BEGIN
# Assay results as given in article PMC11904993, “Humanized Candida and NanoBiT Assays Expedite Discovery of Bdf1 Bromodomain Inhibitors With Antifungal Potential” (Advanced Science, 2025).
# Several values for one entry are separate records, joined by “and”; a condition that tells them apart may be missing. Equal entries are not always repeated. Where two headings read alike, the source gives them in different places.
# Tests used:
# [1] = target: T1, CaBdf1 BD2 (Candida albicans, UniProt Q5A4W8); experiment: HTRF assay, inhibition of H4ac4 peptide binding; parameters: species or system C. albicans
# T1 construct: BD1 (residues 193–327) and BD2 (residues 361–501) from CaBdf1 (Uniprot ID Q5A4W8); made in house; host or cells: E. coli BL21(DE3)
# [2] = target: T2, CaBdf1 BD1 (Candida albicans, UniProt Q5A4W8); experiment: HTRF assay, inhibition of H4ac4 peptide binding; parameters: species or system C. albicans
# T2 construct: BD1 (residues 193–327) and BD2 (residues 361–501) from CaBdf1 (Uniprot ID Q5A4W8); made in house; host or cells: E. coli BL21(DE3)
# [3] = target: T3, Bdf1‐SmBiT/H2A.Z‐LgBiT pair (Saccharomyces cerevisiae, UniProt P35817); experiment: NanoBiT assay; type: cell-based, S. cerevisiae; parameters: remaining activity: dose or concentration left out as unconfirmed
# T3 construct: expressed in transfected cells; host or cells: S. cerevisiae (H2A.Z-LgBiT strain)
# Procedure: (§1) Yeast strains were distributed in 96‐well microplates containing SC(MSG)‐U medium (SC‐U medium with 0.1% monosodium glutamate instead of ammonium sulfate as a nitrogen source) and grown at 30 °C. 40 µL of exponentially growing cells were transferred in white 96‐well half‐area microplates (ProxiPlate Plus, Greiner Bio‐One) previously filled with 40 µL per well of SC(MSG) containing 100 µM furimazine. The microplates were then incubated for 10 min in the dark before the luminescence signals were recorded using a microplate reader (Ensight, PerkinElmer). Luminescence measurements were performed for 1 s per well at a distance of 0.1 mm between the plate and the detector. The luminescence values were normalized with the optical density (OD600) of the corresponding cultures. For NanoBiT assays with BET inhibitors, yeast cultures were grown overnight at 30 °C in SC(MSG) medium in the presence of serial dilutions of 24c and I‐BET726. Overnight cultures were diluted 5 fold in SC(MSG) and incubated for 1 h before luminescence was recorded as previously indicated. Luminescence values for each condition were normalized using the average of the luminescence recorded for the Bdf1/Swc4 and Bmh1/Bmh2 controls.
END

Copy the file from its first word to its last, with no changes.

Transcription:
# Assay results as given in article PMC11904993, “Humanized Candida and NanoBiT Assays Expedite Discovery of Bdf1 Bromodomain Inhibitors With Antifungal Potential” (Advanced Science, 2025).
# Several values for one entry are separate records, joined by “and”; a condition that tells them apart may be missing. Equal entries are not always repeated. Where two headings read alike, the source gives them in different places.
# Tests used:
# [1] = target: T1, CaBdf1 BD2 (Candida albicans, UniProt Q5A4W8); experiment: HTRF assay, inhibition of H4ac4 peptide binding; parameters: species or system C. albicans
# T1 construct: BD1 (residues 193–327) and BD2 (residues 361–501) from CaBdf1 (Uniprot ID Q5A4W8); made in house; host or cells: E. coli BL21(DE3)
# [2] = target: T2, CaBdf1 BD1 (Candida albicans, UniProt Q5A4W8); experiment: HTRF assay, inhibition of H4ac4 peptide binding; parameters: species or system C. albicans
# T2 construct: BD1 (residues 193–327) and BD2 (residues 361–501) from CaBdf1 (Uniprot ID Q5A4W8); made in house; host or cells: E. coli BL21(DE3)
# [3] = target: T3, Bdf1‐SmBiT/H2A.Z‐LgBiT pair (Saccharomyces cerevisiae, UniProt P35817); experiment: NanoBiT assay; type: cell-based, S. cerevisiae; parameters: remaining activity: dose or concentration left out as unconfirmed
# T3 construct: expressed in transfected cells; host or cells: S. cerevisiae (H2A.Z-LgBiT strain)
# Procedure: (§1) Yeast strains were distributed in 96‐well microplates containing SC(MSG)‐U medium (SC‐U medium with 0.1% monosodium glutamate instead of ammonium sulfate as a nitrogen source) and grown at 30 °C. 40 µL of exponentially growing cells were transferred in white 96‐well half‐area microplates (ProxiPlate Plus, Greiner Bio‐One) previously filled with 40 µL per well of SC(MSG) containing 100 µM furimazine. The microplates were then incubated for 10 min in the dark before the luminescence signals were recorded using a microplate reader (Ensight, PerkinElmer). Luminescence measurements were performed for 1 s per well at a distance of 0.1 mm between the plate and the detector. The luminescence values were normalized with the optical density (OD600) of the corresponding cultures. For NanoBiT assays with BET inhibitors, yeast cultures were grown overnight at 30 °C in SC(MSG) medium in the presence of serial dilutions of 24c and I‐BET726. Overnight cultures were diluted 5 fold in SC(MSG) and incubated for 1 h before luminescence was recorded as previously indicated. Luminescence values for each condition were normalized using the average of the luminescence recorded for the Bdf1/Swc4 and Bmh1/Bmh2 controls.